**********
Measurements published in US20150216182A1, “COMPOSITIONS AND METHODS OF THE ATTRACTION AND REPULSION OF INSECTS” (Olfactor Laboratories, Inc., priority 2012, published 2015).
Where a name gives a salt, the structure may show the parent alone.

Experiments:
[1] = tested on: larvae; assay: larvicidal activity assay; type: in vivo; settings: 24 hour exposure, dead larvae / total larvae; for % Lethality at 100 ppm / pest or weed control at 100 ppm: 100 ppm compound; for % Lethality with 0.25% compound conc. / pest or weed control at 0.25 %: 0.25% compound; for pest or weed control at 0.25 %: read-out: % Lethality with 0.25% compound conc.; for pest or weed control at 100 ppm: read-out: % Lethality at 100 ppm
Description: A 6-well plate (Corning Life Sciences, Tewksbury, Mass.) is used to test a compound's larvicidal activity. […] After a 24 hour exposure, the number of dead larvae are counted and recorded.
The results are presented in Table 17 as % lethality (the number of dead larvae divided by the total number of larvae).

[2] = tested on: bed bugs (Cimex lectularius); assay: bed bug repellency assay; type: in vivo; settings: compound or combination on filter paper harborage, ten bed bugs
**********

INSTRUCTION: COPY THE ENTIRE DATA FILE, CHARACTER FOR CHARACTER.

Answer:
Measurements published in US20150216182A1, “COMPOSITIONS AND METHODS OF THE ATTRACTION AND REPULSION OF INSECTS” (Olfactor Laboratories, Inc., priority 2012, published 2015).
Where a name gives a salt, the structure may show the parent alone.

Experiments:
[1] = tested on: larvae; assay: larvicidal activity assay; type: in vivo; settings: 24 hour exposure, dead larvae / total larvae; for % Lethality at 100 ppm / pest or weed control at 100 ppm: 100 ppm compound; for % Lethality with 0.25% compound conc. / pest or weed control at 0.25 %: 0.25% compound; for pest or weed control at 0.25 %: read-out: % Lethality with 0.25% compound conc.; for pest or weed control at 100 ppm: read-out: % Lethality at 100 ppm
Description: A 6-well plate (Corning Life Sciences, Tewksbury, Mass.) is used to test a compound's larvicidal activity. […] After a 24 hour exposure, the number of dead larvae are counted and recorded.
The results are presented in Table 17 as % lethality (the number of dead larvae divided by the total number of larvae).

[2] = tested on: bed bugs (Cimex lectularius); assay: bed bug repellency assay; type: in vivo; settings: compound or combination on filter paper harborage, ten bed bugs